What happens when two young architects get to be their own clients? Budget constraints are, of course, a given—so things like learning how to hang wallpaper come into play. So does treating the house as a treasure hunt, and finding out what’s hiding under the carpets and painted mantels. And, of course, experimenting with the transformative power of paint.
That’s but a sampling of what took place when, after a year of real estate hunting, Andrea Fisk and her partner, James Klauder, got to overhaul their own late-19th century townhouse in Brooklyn’s Bushwick. “The structure had been barely altered since it was built, which was very appealing to us,” says Andrea, pointing out its original plaster crown moldings, Eastlake-style door and window frames, and lavishly carved stair. But there was also much to do, including flipping the arrangement of the floors: to help pay their mortgage, the couple turned the garden level into a rental apartment. They restored the parlor floor as a living space—it had previously been divided into bedrooms—and reinstated bedrooms on the top floor.
Andrea is co-founder with Jess Thomas of Shapeless Studio, a rising Brooklyn architecture firm with a focus on residential work, and James specializes in transportation and aviation designs at Gensler. Andrea took the lead on the project, and, as with Jess’s own place—see The Sentimental Minimalist—the results serve as a showcase for the work they can do. Come see.
Above L: The couple tiled the entry in a pattern called Agadir from the Cement Tile Shop and painted the walls and door in Benjamin Moore Arctic Seal: “lighter colors make boundaries more visible, so going with a dark color in a small space can have the effect of dematerializing the volume of the room,” explains James. Above R: A glimpse of the living room.”During the construction, we found a funny foundation block signed ‘Sam, Mike, Mickey, 1891,’ so we think they were the builders,” says Andrea, adding “1891 makes sense because we have Eastlake Victorian details and also some touches of Arts & Crafts, and that year was right on the verge between those styles.”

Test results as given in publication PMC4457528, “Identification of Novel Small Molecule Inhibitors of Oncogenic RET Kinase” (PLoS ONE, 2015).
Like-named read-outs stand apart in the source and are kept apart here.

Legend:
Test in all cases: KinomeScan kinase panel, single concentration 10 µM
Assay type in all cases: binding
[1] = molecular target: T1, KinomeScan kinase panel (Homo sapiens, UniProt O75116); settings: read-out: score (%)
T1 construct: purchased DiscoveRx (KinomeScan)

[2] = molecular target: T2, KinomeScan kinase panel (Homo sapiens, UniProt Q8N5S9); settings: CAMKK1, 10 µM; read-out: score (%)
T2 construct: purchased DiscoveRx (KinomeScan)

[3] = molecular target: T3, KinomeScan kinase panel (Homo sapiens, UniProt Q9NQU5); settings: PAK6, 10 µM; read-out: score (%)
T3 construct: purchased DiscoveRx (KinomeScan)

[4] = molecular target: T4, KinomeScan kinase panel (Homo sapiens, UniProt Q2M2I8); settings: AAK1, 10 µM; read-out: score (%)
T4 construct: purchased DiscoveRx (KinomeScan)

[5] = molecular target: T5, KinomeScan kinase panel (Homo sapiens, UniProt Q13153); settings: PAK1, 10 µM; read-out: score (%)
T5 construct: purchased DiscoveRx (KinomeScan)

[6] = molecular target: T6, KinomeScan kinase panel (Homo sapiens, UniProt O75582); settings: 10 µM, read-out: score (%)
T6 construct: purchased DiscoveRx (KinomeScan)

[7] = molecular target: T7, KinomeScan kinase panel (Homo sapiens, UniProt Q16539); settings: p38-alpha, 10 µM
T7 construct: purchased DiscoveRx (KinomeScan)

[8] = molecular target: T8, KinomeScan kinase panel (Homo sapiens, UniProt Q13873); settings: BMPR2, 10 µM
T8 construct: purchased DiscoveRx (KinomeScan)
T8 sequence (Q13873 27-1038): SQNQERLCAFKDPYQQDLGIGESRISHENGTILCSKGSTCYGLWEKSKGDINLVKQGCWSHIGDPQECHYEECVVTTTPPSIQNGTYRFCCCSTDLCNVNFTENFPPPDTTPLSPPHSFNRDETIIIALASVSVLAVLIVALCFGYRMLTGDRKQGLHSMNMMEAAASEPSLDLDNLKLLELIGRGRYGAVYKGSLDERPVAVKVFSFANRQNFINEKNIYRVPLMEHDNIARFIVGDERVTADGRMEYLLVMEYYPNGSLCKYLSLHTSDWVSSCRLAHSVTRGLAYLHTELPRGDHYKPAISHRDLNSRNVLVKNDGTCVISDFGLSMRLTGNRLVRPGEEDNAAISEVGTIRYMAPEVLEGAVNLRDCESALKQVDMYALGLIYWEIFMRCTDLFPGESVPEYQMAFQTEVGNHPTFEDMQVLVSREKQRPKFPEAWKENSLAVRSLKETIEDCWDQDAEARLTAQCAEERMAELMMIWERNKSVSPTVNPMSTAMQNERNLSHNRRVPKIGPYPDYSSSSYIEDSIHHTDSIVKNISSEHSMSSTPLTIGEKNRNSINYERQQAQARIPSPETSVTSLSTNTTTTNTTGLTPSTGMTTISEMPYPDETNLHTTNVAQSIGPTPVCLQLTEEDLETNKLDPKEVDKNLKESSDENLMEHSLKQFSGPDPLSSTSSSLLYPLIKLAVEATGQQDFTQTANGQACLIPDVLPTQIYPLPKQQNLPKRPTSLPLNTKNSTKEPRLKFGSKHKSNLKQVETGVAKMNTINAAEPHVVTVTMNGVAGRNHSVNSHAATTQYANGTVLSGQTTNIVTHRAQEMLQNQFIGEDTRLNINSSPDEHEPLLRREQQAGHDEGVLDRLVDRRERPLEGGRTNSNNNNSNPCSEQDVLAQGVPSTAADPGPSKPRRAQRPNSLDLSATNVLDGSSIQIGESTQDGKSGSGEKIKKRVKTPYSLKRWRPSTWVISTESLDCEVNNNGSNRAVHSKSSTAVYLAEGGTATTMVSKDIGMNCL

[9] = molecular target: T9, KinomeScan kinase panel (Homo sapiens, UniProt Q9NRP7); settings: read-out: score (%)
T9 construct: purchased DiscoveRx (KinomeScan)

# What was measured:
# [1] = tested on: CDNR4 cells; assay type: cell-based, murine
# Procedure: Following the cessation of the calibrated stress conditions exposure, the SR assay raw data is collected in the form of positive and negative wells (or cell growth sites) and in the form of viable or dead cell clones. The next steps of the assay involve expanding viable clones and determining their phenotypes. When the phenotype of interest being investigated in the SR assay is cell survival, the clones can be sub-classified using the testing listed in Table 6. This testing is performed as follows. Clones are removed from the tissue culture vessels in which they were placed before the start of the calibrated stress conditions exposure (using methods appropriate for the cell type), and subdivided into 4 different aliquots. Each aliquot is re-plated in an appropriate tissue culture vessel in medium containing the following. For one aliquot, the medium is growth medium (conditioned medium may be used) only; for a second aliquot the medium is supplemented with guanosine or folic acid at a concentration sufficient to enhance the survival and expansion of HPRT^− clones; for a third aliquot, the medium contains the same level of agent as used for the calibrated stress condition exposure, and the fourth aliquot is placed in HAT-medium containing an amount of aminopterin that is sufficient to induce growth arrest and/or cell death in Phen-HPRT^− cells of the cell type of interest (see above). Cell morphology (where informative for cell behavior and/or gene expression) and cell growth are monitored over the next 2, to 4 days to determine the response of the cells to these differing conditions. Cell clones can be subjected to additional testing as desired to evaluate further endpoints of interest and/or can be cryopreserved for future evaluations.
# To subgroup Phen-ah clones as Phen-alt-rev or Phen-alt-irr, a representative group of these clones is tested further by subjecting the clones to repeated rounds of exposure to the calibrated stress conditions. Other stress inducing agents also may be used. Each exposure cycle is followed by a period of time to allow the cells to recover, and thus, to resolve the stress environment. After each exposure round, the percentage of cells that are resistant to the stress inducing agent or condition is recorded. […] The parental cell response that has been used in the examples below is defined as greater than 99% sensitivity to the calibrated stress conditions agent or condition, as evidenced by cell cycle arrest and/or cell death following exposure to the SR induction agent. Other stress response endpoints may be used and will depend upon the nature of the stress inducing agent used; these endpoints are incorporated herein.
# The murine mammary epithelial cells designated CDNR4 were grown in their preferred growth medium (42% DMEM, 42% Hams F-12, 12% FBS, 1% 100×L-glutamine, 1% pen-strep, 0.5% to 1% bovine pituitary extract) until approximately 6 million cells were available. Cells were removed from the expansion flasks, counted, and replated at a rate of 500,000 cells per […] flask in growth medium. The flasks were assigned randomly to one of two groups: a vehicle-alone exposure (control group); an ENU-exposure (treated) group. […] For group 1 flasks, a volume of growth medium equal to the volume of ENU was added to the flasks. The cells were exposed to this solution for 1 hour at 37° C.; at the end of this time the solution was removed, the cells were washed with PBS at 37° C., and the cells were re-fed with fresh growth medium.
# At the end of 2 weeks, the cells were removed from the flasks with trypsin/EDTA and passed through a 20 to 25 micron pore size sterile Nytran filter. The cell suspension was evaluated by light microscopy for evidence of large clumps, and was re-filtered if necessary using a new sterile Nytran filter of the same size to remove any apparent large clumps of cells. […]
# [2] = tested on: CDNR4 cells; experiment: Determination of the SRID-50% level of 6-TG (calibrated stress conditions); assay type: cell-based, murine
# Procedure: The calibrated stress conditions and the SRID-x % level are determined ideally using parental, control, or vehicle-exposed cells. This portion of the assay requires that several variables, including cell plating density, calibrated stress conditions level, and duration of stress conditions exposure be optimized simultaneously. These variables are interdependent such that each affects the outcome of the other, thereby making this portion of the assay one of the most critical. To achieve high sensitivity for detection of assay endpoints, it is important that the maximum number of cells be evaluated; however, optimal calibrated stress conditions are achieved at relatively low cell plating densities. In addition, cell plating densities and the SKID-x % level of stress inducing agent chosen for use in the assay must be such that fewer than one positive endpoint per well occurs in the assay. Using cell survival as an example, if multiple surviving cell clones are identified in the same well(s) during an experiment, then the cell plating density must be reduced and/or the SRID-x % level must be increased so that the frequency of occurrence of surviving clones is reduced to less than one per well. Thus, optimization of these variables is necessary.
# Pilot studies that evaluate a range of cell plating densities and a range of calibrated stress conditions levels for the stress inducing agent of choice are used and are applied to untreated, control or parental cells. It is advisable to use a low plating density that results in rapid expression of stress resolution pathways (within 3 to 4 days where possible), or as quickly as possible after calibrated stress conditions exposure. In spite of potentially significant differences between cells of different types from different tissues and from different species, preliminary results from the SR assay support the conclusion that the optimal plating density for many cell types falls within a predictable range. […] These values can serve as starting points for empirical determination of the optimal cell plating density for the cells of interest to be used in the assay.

“We were first-time homeowners and right after our closing, I went down a rabbit hole of trying to learn everything I could about our house’s history. It’s so much older than we are and has seen several generations of New Yorkers come and go; I felt as if we had to respect that. In the 1900 census, the house was owned by a husband and wife who had been born in Ireland; they had five adult daughters and a son living with them, all of whom worked as bookkeepers and dressmakers. By 1940, there was a different family of six, and the father was a watchman for WPA projects. We’re excited to be part of the house’s story.”
The room is painted Benjamin Moore Lost Locket—and note that that includes the ceiling and crown moldings for an immersive effect. For cohesion throughout, the window and door frames are called out in white. All of the house’s paints are from Benjamin Moore’s Color Stories collection from its Aura line
Above L: The nuanced color of the slate mantels and their plant motifs served as inspiration for the whole remodel. Above R: The sofa is upholstered in green velvet.
The “self-rimming” sink is the Yeni Klasik from Nameek’s, and the print is by Brooklyn street artist Pixote.
This room is in Benjamin Moore Lilac Hush, “which seems to change from blue to pink depending on the lighting,” says Andrea. The rug is an over-dyed vintage Turkish design from Revival Rug in a dark green selected to”help the slate mantel pop, and to also tie the room to the living room’s emerald sofa,” explains Andrea. Ferm Living’s Mingle Table in charcoal linoleum—”we love linoleum”—and DWR’s Note Chairs were selected to ground the space.
The pull-down faucet is the Delta Trinsic. The backsplash is Daltile’s Keystone Mosaics, a 2-by-4-inch porcelain tile with a slight texture that gets picked out in the light.
The range is the Blomberg 30-inch Pro Style, and the vent, the Prestige Compact Insert, is built into the shelf that runs the length of the room.